Neil D. B. Bruce

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A model of bottom-up overt attention is proposed based on the principle of maximizing information sampled from a scene. The proposed operation is based on Shannon's self-information measure and is achieved in a neural circuit, which is demonstrated as having close ties with the circuitry existent in the primate visual cortex. It is further shown that the(More)
A proposal for saliency computation within the visual cortex is put forth based on the premise that localized saliency computation serves to maximize information sampled from one's environment. The model is built entirely on computational constraints but nevertheless results in an architecture with cells and connectivity reminiscent of that appearing in the(More)
The necessity and utility of visual attention are discussed in the context of stereo vision in machines and primates. Specific problems that arise in this domain including binocular rivalry, and the deployment of attention in three-dimensional space are considered. Necessary conditions are outlined for achieving appropriate attentional behaviour in both the(More)
A novel image operator is proposed for the purpose of predicting the focus of visual attention in arbitrary natural scenes based on local statistics. The proposed method is based on the hypothetical premise that attention proceeds by way of sampling a scene in a manner that maximizes the information acquired from the scene. A tractable means of computing(More)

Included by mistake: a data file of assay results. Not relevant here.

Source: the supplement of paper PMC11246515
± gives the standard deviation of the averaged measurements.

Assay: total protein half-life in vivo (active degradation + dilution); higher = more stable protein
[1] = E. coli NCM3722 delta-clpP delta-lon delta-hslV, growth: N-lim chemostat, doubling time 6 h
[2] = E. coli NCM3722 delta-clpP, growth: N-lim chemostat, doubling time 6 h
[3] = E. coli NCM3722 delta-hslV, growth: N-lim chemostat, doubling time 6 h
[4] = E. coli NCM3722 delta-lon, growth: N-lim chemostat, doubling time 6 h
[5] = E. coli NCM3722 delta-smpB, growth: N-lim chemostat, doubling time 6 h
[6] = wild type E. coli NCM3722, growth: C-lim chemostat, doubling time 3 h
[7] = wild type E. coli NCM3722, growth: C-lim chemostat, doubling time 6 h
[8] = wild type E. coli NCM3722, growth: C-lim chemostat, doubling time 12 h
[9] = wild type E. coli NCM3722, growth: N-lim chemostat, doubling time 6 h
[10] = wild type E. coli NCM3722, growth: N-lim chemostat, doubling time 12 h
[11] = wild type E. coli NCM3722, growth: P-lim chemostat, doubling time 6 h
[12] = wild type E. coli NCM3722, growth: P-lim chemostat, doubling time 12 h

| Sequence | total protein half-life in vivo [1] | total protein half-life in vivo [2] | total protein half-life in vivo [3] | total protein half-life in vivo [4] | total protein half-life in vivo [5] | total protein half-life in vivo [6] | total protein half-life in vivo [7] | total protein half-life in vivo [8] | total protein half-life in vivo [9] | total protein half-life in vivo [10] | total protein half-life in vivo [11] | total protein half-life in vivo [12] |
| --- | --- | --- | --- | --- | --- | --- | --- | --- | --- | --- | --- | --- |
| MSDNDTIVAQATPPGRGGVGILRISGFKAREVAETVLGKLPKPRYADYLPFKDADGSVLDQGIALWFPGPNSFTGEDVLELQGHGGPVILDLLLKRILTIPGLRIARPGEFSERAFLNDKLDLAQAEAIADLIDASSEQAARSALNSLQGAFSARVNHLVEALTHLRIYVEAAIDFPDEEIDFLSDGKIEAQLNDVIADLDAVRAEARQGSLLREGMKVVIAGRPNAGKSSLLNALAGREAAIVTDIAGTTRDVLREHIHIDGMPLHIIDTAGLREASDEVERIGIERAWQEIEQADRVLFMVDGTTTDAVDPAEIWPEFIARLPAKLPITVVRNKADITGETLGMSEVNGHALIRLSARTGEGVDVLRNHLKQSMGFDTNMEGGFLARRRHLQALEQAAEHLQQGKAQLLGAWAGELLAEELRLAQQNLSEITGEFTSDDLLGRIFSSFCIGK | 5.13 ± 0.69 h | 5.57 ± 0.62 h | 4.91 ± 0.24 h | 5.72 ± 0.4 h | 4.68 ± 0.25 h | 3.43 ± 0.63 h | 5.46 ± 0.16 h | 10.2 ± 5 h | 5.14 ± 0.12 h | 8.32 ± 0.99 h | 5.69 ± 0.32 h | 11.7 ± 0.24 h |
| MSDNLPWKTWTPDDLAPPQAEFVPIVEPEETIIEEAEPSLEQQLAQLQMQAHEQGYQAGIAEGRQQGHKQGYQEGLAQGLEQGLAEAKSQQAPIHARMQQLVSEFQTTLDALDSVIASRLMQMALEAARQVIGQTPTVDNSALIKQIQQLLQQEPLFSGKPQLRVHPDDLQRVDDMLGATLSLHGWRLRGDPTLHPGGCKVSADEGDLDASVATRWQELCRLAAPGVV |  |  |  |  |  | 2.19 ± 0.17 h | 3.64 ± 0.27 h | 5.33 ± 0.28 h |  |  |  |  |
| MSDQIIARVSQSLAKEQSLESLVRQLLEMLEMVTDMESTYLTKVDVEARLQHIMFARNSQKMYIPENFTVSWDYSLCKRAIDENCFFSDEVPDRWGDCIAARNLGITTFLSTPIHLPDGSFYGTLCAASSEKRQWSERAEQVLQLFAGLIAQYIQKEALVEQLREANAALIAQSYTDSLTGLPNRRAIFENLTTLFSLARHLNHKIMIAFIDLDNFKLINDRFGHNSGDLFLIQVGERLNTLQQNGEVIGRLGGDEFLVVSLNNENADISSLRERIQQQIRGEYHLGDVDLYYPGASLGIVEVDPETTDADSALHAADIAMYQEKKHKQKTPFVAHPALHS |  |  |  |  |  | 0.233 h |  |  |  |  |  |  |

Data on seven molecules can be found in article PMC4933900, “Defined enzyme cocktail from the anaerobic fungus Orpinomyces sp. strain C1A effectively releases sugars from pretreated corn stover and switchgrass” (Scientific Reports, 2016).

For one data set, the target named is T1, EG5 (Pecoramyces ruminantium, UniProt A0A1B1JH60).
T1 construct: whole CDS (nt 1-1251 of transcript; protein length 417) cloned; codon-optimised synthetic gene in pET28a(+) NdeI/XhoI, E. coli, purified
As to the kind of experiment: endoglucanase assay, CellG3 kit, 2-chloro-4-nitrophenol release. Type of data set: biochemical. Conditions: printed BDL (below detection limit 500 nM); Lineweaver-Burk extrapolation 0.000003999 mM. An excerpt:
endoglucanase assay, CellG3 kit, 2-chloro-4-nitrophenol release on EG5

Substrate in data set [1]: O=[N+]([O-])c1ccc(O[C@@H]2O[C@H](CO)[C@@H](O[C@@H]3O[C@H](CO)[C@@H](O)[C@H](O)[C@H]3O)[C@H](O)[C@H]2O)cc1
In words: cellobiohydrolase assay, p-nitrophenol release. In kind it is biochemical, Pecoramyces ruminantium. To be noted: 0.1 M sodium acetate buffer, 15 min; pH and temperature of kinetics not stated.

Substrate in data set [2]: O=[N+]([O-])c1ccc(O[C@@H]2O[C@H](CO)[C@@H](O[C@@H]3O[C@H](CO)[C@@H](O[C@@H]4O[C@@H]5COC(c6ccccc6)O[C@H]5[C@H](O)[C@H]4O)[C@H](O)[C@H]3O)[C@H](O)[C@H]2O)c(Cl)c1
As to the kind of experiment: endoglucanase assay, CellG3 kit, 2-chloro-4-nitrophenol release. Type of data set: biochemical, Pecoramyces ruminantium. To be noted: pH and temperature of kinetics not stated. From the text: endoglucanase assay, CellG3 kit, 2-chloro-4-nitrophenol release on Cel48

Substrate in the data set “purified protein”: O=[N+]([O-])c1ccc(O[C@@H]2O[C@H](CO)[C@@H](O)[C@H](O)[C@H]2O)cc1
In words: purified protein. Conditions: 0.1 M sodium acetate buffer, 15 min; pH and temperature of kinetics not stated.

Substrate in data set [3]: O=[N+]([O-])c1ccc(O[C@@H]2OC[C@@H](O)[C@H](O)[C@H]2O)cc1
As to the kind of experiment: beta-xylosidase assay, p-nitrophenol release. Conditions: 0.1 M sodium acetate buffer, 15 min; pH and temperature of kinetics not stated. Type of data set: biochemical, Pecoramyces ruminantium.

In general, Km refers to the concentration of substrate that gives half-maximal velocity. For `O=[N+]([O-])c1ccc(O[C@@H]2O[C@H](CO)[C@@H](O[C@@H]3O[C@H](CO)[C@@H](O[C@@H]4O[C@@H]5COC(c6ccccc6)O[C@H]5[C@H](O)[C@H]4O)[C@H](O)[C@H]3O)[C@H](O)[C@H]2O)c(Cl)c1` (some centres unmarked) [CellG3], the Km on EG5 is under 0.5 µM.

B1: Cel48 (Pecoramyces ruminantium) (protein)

In this paper, we present a solution to the problem of dynamic range compression from multiple exposures called ExpoBlend that operates in the absence of raw format images, relative or absolute exposure values, camera response functions, or known irradiance. This is achieved in relatively simplistic fashion by merging image content across provided(More)
An object may afford a number of different actions. In this article, we show that an attentional mechanism inhibits competing motor programs that could elicit erroneous actions. Participants made a speeded key press to categorize the second of two successively presented door handles that were rotated at varying orientations relative to one another. Their(More)
In the past decade, a large number of computational models of visual saliency have been proposed. Recently a number of comprehensive benchmark studies have been presented, with the goal of assessing the performance landscape of saliency models under varying conditions. This has been accomplished by considering fixation data, annotated image regions, and(More)
The human brain uses visual attention to facilitate object recognition. Traditional theories and models envision this attentional mechanism either in a pure feedforward fashion for selection of regions of interest or in a top-down taskpriming fashion. To these well-known attentional mechanisms, we add here an additional novel one. The approach is inspired(More)
In prior work, we put forth a model of visual saliency motivated by information theoretic considerations [1]. In this effort we consider how this proposal extends to explain saliency in the spatiotemporal domain and further, propose a distributed representation for visual saliency comprised of localized hierarchical saliency computation. Evidence for the(More)